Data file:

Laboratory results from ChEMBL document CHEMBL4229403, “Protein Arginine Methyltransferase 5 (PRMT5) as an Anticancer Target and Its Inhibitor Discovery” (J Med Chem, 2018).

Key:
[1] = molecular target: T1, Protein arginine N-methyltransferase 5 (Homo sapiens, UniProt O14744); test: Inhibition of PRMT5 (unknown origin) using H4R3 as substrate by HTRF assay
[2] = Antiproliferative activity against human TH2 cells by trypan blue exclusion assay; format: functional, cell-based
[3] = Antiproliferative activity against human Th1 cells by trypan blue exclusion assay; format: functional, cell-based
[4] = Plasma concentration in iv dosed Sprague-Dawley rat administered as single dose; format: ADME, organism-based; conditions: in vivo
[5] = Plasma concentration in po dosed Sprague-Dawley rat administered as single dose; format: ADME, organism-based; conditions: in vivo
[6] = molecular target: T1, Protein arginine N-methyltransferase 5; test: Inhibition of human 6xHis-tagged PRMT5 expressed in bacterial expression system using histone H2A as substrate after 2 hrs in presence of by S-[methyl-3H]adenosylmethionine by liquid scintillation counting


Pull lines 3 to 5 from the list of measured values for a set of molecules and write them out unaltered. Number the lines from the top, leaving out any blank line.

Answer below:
[1] = molecular target: T1, Protein arginine N-methyltransferase 5 (Homo sapiens, UniProt O14744); test: Inhibition of PRMT5 (unknown origin) using H4R3 as substrate by HTRF assay
[2] = Antiproliferative activity against human TH2 cells by trypan blue exclusion assay; format: functional, cell-based
[3] = Antiproliferative activity against human Th1 cells by trypan blue exclusion assay; format: functional, cell-based